The World Health Organisation, WHO, has raised the alarm that COVID-19 cases are on the rise in 110 countries, driven by the BA.4 and BA.5 variants of the virus.
WHO Director-General, Dr Tedros Ghebreyesus, disclosed this on Wednesday at the agency’s headquarters in Geneva, noting that the variants amounting to a 20 per cent spike overall.
According to Ghebreyesus, the number of deaths, monitored by WHO across three of the six world regions had risen.
He stressed in his weekly briefing to journalists that the global figure overall remained “relatively stable”, but nobody should be under any illusion, that the coronavirus is on the way out.
“This pandemic is changing but it’s not over. We have made progress but it’s not over.
“Only with concerted action by governments, international agencies and the private sector can we solve the converging challenges,” said the WHO chief.
He warned that “our ability to track the virus is under threat as reporting and genomic sequences were declining.”
The optimistic mid-year deadline for all countries to vaccinate at least 70 per cent of their populations is looking unlikely, with the average rate in low-income countries, standing at 13 per cent.
On the bright side, in the past 18 months, more than 12 billion vaccines have been distributed around the world, and 75 per cent of the world’s health workers and over-60s are now vaccinated.
Ghebreyesus said the influential Lancet medical journal, estimated that 20 million lives had been saved because of vaccines.
In 2021, it was the hoarding of vaccines by rich and manufacturing countries which proved to be the major barrier to access.
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The WHO chief described the development as the wavering “political commitment to getting vaccines out to people – and challenges of disinformation”, which are thwarting the pace of inoculations at the national level.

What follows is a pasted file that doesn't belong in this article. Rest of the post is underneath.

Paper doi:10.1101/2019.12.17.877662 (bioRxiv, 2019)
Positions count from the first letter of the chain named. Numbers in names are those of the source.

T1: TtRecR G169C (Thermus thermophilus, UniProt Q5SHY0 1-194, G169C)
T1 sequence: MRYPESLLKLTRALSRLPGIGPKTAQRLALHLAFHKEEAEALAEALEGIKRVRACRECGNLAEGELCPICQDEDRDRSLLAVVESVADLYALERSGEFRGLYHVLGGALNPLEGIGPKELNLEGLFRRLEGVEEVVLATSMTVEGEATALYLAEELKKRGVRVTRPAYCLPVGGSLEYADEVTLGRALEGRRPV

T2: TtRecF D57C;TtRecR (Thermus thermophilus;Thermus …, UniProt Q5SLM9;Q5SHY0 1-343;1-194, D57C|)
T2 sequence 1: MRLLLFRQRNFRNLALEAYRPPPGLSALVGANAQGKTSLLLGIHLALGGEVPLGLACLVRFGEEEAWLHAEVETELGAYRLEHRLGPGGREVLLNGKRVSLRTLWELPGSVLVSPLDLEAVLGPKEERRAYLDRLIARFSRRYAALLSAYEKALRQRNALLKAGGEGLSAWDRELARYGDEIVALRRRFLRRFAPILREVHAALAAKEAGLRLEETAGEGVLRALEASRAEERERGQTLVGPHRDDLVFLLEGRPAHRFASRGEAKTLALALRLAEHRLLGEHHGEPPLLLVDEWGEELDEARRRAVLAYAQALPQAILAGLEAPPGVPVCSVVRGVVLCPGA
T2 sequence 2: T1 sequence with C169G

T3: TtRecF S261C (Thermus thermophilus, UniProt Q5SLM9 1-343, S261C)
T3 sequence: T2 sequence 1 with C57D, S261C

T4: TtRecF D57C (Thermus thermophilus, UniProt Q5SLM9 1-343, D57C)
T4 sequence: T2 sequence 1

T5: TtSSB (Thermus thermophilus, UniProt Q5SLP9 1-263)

He called for all at-risk groups, to be vaccinated and boosted, as soon as possible.
“For the general population, it also makes sense to keep strengthening that wall of immunity, which helps lessen the severity of the disease and lowers the risk of long- or post-COVID condition.”
He said continuing ‘mild’ cases were disruptive and damaging, keeping children out of school and adults from their jobs, “which causes further economic and supply chain disruption.”
He said the goal of 70 per cent coverage was still desirable, based on the principle that “if we don’t share vaccines equitably,” “then we undercut the philosophy that all lives have equal.”
Ghebreyesus said that it was critical for funding to be secured for second generation vaccines as well as testing and treatments.
“The ideal solution would be the development of a pan-coronavirus vaccine that covers all the variants so far and potentially future ones.
“This is feasible, WHO continues to convene scientists and researchers and there has been a lot of research into this virus and understanding immunology overall,” the WHO chief declared.
He said through the agency’s Solidarity Trials, global trials of new vaccines could take place to rapidly establish their safety and efficacy.
“Now is the time,” he concluded, “for government health departments to integrate tests and anti-virals into clinical care, so that people that are sick can be treated quickly.”
According to him, “With new variants of concern likely – genomic sequencing remains critical, I also call for accelerated efforts and incentives to be developed around the moonshot of developing a pan-coronavirus vaccine.”